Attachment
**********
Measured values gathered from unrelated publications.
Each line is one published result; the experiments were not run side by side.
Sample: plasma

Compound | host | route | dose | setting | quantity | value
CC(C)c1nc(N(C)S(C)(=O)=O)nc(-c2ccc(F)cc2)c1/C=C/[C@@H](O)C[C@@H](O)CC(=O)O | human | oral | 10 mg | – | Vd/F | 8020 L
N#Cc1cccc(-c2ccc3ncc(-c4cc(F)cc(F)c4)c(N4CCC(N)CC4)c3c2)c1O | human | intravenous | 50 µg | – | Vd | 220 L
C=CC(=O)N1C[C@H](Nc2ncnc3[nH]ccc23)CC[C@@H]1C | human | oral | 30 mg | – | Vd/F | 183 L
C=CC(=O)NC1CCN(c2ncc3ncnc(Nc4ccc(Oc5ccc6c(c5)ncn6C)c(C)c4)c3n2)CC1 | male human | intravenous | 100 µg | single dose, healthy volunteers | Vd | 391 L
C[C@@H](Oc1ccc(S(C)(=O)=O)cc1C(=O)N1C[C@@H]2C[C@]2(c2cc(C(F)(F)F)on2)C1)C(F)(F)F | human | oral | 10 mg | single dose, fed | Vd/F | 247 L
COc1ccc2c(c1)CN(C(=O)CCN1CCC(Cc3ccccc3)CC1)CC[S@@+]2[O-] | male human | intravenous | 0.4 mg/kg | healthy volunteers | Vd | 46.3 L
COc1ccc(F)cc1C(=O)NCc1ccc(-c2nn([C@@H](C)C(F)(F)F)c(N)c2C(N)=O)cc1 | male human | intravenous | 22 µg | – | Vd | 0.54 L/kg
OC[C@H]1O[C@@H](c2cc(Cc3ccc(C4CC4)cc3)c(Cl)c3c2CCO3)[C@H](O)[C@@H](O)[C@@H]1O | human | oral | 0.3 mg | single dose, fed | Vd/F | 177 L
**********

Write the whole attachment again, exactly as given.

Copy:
Measured values gathered from unrelated publications.
Each line is one published result; the experiments were not run side by side.
Sample: plasma

Compound | host | route | dose | setting | quantity | value
CC(C)c1nc(N(C)S(C)(=O)=O)nc(-c2ccc(F)cc2)c1/C=C/[C@@H](O)C[C@@H](O)CC(=O)O | human | oral | 10 mg | – | Vd/F | 8020 L
N#Cc1cccc(-c2ccc3ncc(-c4cc(F)cc(F)c4)c(N4CCC(N)CC4)c3c2)c1O | human | intravenous | 50 µg | – | Vd | 220 L
C=CC(=O)N1C[C@H](Nc2ncnc3[nH]ccc23)CC[C@@H]1C | human | oral | 30 mg | – | Vd/F | 183 L
C=CC(=O)NC1CCN(c2ncc3ncnc(Nc4ccc(Oc5ccc6c(c5)ncn6C)c(C)c4)c3n2)CC1 | male human | intravenous | 100 µg | single dose, healthy volunteers | Vd | 391 L
C[C@@H](Oc1ccc(S(C)(=O)=O)cc1C(=O)N1C[C@@H]2C[C@]2(c2cc(C(F)(F)F)on2)C1)C(F)(F)F | human | oral | 10 mg | single dose, fed | Vd/F | 247 L
COc1ccc2c(c1)CN(C(=O)CCN1CCC(Cc3ccccc3)CC1)CC[S@@+]2[O-] | male human | intravenous | 0.4 mg/kg | healthy volunteers | Vd | 46.3 L
COc1ccc(F)cc1C(=O)NCc1ccc(-c2nn([C@@H](C)C(F)(F)F)c(N)c2C(N)=O)cc1 | male human | intravenous | 22 µg | – | Vd | 0.54 L/kg
OC[C@H]1O[C@@H](c2cc(Cc3ccc(C4CC4)cc3)c(Cl)c3c2CCO3)[C@H](O)[C@@H](O)[C@@H]1O | human | oral | 0.3 mg | single dose, fed | Vd/F | 177 L